|Some of the surprises in our yard|
We moved last fall, after the flowers had finished blooming. So these lovely spring days have been full of surprises as we work in our new yard. Rhododendron and azalea bushes are breathtakingly colorful. Mounds of snow-on-the-mountain fling the whitest of snowdrifts against the somber evergreens. A mix of ground covers fill drab areas with violets, primroses, forget-me-nots, lilies of the valley, and other bloomers. Tulips and irises have popped up where the ground seemed bare.
Along the end of the house a bank drops steeply to the drive below. Big rocks shore it up. The crevices bloom with a variety of perennials, but not much grows in the sandy soil at the top. One morning I decided to give it a good weeding, then plant ground cover there.
Another surprise! Buzzing filled the air as hundreds of swarming bees swirled ankle high above the ground.
No, they weren’t swarming…they seemed interested only in pursuing other bees going in and out of burrows in the ground. In some places, the holes were no more than two inches apart. The busy creatures ignored the big feet standing there in their midst, and they ignored the camera lens hovering just above them.
|Ground bees at work on their burrows (Click photos to enlarge)|
I hurried to my computer and found that the Northwest is home to several species of native ground bees. These include digger bees, alkali bees, bumble bees, leaf cutter bees and sweat bees (so called because they like to land on people and sip the moisture from their skin.) They all belong to the Hymenoptera order but are in different families.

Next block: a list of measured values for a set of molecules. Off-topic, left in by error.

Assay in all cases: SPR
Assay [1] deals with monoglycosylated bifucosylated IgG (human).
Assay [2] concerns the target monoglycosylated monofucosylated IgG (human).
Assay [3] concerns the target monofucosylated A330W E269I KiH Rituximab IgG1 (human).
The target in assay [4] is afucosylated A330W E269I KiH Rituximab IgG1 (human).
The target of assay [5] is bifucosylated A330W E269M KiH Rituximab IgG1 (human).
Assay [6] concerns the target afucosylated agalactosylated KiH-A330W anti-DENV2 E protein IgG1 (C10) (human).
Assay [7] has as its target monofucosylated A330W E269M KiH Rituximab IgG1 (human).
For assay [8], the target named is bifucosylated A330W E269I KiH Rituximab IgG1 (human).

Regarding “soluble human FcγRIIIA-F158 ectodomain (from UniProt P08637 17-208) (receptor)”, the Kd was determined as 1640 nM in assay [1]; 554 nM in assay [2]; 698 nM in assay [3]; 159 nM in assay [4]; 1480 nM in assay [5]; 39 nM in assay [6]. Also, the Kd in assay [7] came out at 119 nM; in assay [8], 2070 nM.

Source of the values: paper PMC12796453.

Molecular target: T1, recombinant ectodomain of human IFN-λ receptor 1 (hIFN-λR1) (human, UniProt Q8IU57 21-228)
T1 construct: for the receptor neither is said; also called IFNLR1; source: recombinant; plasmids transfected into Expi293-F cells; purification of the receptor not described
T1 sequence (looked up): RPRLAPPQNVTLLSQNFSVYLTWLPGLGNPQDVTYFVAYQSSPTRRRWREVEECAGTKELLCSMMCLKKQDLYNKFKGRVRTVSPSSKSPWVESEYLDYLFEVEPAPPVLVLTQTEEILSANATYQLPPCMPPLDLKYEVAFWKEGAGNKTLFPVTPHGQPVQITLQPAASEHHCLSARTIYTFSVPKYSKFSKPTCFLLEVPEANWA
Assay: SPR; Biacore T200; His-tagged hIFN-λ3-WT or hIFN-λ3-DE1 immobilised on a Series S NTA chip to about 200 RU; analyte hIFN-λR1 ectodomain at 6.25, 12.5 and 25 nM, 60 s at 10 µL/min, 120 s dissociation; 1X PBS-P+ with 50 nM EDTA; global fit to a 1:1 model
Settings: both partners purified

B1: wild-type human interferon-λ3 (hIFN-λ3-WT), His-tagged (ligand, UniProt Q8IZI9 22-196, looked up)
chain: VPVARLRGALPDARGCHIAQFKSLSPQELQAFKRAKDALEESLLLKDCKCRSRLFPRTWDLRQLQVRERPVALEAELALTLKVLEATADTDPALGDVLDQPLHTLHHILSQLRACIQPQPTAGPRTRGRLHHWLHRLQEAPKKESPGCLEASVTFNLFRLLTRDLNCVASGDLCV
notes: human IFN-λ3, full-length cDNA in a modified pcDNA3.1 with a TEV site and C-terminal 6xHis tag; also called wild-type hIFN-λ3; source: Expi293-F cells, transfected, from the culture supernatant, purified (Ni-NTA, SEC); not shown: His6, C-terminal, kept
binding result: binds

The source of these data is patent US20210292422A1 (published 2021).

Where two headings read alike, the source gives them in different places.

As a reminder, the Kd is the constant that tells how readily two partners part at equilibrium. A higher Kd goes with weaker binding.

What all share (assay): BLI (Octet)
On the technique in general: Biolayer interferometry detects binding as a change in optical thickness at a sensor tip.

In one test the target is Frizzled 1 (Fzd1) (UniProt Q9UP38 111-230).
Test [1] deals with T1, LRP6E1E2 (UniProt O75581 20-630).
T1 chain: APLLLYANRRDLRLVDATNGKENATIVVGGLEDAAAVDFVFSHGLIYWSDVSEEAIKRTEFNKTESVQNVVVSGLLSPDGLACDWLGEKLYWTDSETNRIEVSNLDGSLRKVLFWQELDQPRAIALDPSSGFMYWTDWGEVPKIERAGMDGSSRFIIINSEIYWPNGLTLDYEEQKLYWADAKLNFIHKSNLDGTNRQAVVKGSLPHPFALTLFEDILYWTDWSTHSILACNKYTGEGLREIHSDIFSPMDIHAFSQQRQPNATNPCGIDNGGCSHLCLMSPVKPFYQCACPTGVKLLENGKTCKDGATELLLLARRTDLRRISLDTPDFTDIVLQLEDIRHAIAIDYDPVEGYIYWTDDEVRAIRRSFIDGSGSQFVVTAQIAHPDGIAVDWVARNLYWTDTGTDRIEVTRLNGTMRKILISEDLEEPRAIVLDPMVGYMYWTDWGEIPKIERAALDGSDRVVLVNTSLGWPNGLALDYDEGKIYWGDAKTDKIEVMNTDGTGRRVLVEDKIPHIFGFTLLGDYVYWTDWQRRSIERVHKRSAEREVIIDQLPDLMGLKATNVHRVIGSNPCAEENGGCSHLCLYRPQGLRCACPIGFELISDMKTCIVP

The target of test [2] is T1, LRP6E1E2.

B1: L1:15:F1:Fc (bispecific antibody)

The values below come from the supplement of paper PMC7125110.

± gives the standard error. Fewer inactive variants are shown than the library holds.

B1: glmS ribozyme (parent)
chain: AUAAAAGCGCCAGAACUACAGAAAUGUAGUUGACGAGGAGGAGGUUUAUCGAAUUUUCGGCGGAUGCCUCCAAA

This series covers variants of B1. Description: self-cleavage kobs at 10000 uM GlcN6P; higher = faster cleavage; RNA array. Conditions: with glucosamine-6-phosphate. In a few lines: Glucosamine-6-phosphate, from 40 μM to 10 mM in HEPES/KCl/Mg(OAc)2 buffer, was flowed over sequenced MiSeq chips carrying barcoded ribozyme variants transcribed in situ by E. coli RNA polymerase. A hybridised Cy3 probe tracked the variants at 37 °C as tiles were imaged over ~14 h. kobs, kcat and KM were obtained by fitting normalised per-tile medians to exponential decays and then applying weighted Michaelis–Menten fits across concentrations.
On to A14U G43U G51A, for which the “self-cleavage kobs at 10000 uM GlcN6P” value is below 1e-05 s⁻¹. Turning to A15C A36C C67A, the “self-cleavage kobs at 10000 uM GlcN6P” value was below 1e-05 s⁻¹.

Early spring is mating season for ground bees. They do not live in hives, as honey bees do, so there is no need for a queen. Each female digs her own nest in dry soil and gathers pollen and nectar for the young that will grow there. I watched several females start their burrows. As each kicked sand out, a miniature “hill” formed, with a slightly larger than bee-sized-hole in the center. Other bees returned to their own nests with abdomens yellow with loads of pollen. Meanwhile, the males hovered overhead, waiting their chance to grasp and mate with a female.
|A female at work on her burrow.|
The burrows go at least six inches into the earth, with vertical, horizontal, or slanting tunnels, depending on which species the bees belong to. The female lays an egg in her finished burrow, pushes in a lump of pollen and nectar for her baby to eat as it grows, then seals the hole. By next spring the larvae have developed into adults. Then they dig their way out to start the cycle over.
Ground bees can sting, but they are usually docile. However, I did see a few yellow jackets also burrowing in the same area. Yellow jackets can be cantankerous. Their stings are painful and they can sting repeatedly. Larger than ground bees, they are hairless and marked with a pattern of black and yellow stripes.
|How many burrow entrances can you count in this 6 inch patch of ground?|
Usually smaller than a half inch, the various ground bees are beneficial insects, indispensable as pollinators to farmers or gardeners. Pesticides should be used only as a last resort. To prevent them from nesting in your yard, try not to leave large, open patches of earth. Plant thicker grasses or use a mulch they will not find attractive to dig in.
Perhaps the easiest way to discourage them is to saturate the ground with water. They need drier earth to build stable burrows. I watered our colony of nesters and by the next day, only a few remained. They’d moved on to more favorable conditions. Of course, there’ll be a few larvae remaining in the ground, but by next year I’ll have a nice layer of mulch there to encourage the new generation to go elsewhere.